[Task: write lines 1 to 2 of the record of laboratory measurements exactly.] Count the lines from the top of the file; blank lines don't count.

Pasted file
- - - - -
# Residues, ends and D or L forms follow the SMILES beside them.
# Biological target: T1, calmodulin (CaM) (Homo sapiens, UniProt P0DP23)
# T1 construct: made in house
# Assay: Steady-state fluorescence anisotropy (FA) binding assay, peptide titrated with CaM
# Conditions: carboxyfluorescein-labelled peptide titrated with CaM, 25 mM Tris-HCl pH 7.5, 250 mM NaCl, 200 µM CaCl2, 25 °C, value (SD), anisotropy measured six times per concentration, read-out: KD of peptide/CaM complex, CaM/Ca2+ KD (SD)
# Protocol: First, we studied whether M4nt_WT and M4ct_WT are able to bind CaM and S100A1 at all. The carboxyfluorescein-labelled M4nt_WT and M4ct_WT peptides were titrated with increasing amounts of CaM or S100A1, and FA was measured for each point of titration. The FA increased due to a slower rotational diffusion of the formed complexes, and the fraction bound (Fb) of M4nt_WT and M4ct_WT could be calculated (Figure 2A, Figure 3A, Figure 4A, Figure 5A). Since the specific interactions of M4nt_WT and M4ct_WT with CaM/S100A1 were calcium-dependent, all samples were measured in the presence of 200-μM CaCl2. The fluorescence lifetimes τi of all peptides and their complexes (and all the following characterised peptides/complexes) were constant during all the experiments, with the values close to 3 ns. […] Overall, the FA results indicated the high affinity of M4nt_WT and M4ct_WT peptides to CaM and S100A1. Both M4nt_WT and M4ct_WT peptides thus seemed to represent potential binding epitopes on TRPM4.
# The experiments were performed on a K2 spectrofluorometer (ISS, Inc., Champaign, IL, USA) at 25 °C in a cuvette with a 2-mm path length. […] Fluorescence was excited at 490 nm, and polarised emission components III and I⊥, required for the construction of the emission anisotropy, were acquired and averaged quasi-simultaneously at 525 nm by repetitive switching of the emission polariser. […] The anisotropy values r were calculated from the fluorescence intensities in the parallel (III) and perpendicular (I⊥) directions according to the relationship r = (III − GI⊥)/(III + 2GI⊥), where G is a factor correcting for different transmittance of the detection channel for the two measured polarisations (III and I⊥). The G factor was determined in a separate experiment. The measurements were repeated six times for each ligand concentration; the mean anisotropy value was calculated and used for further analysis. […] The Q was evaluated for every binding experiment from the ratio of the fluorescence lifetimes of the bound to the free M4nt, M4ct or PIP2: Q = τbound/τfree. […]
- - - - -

# Residues, ends and D or L forms follow the SMILES beside them.
# Biological target: T1, calmodulin (CaM) (Homo sapiens, UniProt P0DP23)